How to Support the Autonomy of Motherbaby in Second Stage of Waterbirth

Editor’s note: This article first appeared in Midwifery Today, Issue 98, Summer 2011.
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To prepare for an autonomous waterbirth, a woman should know the specific quality of contractions in each stage of birth. The second stage of a waterbirth is indicated by prolonged breaks, up to 10 or 15 minutes, and changing fluid intake. Many laboring women drink tea or juice during the first stage, but demand fresh water at the beginning of the second stage. Having the woman soak in slightly cooler water will help relieve an early urge to push; the baby’s heartbeat won’t drop and the safety of motherbaby will be supported during birth. Finally, a prolonged crowning and birth of shoulders caused by a stable placenta supply will enable mother and baby to come to initial eye-to-eye and skin contact.

In a waterbirth, a newborn is able to use his prenatal abilities. Water against drawing gravity, skin contact for orientation and light for his first loving view into mum’s eyes can speed up motor and sensory development for months.

The birth environment is essential to supporting motherbaby autonomy. In a waterbirth, a newborn is able to use his prenatal abilities. Water against drawing gravity, skin contact for orientation and light for his first loving view into mum’s eyes can speed up motor and sensory development for months. There is no other species in the world that shows his eyes in the field of an extended eye white. For water babies, this wonderful facility helps to differentiate mother’s pupils from her face image. Water works like a magic glass, and a lamp under water helps baby to focus and recognize mother’s eyes—full of love—stimulating the onset of breastfeeding. Even the geometric shape of a circle with a dot in the center meets the inherited gift to recognize mother’s eyes, and later her nipples. What a sophisticated pattern!

A recent mother I cared for proved the wise nature of waterbirth. Angie gave birth to her second daughter in water as she did with her first, two years earlier. Both sisters were born after five hours. This very conscious mother coped well with contractions and avoided an early urge to push. Both babies had the chance to use their abilities of motor and sensory activities to steer the birth process. Only one difference gave the advantage to the second girl; in the birth tub was a lamp lightening the 33°C water. The difference was astonishing to observe! This girl focused everybody’s eyes immediately after birth! Her father realized that kissing his elder girl induced kissing lips of the one-day-old little sister! And mother recognized in this newborn the same hand signs for pee and poo as her elder sister once did at the age of 6 weeks! Even grandma noticed the intensity of eye contact with the newborn girl.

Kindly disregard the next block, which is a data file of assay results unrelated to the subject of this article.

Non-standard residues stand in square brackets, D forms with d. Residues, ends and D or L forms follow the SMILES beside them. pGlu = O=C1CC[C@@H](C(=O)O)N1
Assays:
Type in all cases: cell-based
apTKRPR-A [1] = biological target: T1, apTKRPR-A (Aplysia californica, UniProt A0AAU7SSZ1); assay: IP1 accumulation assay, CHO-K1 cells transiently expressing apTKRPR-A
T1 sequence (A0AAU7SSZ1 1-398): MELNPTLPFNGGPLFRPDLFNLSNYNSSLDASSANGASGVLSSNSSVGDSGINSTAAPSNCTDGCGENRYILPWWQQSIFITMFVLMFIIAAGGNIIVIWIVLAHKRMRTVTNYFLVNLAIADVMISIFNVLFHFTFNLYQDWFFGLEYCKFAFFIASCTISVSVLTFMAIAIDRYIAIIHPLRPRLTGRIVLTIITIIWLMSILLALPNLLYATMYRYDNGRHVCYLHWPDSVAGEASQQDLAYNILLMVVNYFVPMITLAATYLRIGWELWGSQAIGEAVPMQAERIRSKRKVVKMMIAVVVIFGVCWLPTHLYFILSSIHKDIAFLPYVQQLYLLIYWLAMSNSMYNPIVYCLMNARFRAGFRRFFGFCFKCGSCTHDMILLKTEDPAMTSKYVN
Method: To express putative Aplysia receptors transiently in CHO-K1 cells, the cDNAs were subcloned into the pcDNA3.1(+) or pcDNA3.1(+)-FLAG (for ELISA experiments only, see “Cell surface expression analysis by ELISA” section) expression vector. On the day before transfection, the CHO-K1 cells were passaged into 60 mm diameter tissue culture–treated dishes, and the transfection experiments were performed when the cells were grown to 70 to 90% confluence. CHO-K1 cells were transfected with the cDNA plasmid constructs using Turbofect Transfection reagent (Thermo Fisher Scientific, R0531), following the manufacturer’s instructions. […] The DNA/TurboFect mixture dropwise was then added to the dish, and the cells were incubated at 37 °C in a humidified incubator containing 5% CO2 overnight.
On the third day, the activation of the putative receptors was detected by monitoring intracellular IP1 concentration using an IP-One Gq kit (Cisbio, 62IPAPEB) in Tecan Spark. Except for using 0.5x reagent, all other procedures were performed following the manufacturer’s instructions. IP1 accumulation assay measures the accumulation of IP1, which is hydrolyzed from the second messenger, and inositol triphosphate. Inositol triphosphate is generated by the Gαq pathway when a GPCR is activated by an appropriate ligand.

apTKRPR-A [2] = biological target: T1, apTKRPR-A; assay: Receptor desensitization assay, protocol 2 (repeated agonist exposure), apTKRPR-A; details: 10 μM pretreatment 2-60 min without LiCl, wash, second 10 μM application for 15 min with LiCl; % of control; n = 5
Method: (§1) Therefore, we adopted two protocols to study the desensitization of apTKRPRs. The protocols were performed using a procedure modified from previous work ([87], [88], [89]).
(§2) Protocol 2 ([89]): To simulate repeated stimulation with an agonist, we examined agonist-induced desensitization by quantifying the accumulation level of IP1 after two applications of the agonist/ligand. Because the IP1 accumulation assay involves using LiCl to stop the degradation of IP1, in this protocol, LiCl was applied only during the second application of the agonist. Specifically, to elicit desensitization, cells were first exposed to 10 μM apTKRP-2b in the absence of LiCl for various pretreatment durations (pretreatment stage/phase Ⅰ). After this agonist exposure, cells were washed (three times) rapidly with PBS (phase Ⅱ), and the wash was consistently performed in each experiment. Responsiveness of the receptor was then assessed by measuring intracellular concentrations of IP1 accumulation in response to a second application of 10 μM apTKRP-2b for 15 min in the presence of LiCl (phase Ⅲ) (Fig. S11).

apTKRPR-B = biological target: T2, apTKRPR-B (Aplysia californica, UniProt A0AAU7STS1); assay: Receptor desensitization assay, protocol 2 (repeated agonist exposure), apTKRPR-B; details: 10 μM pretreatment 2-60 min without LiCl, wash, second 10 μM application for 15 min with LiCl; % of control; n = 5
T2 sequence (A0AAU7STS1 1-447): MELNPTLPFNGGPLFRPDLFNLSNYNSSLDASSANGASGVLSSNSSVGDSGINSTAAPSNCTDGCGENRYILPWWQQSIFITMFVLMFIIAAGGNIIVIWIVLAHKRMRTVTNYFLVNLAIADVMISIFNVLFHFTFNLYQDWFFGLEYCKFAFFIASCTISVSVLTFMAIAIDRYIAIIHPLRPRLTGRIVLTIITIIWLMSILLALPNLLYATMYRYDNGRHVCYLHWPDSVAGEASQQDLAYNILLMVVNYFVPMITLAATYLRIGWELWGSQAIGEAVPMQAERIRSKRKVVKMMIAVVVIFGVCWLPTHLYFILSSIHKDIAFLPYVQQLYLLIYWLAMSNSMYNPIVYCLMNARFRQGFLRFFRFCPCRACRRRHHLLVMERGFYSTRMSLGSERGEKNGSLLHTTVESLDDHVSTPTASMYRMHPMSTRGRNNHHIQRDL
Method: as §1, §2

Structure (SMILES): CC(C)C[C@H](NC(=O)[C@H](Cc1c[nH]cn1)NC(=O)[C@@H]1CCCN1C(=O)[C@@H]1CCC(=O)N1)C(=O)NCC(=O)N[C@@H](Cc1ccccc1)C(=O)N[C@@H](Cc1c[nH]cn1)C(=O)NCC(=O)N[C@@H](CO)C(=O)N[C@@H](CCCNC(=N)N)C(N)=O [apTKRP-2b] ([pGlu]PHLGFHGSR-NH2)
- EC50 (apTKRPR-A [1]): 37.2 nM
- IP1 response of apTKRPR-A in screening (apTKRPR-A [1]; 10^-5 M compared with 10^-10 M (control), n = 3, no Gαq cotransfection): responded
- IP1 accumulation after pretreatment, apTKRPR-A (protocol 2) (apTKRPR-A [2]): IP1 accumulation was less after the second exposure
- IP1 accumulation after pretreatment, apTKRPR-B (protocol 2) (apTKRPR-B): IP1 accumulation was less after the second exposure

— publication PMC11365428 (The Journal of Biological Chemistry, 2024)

This birth once again convinced me of the importance of facilitating a birth environment for mother and newborn that stimulates perception and communication. Midwifery needs more research on the newborn’s abilities. Integrating the elements of water, light, warmth and movement as newborns teach us can help to change the respectless grip of obstetrics in both the physical and spiritual realms of birth. The gap between attachment and autonomy is founded in heedless midwifery and obstetrics. Waterbirth helps to bridge this gap. An autonomously born baby will act on his own to attach himself to his mother, family (so-called social uterus) and later, to society. Water helps midwives to become supportive leaders for the next generation through hands-off midwifery!

About Author: Cornelia Enning

Cornelia Enning has been a licensed midwife in Germany since 1972 and has attended homebirths and waterbirths since 1975. She is the founder of the German parents association "Wasserbabies" and editor of the quarterly Wasserbaby-Post. Cornelia is the author of Placenta: The Gift of Life (Motherbaby Press), as well as several books on waterbirth. She directs the German Federation of Aquapaedagogik, instructs parents in water training for newborns, and has taught waterbirth midwifery to more than 4000 midwives and obstetricians. Cornelia has two adult children and one granddaughter. View all posts by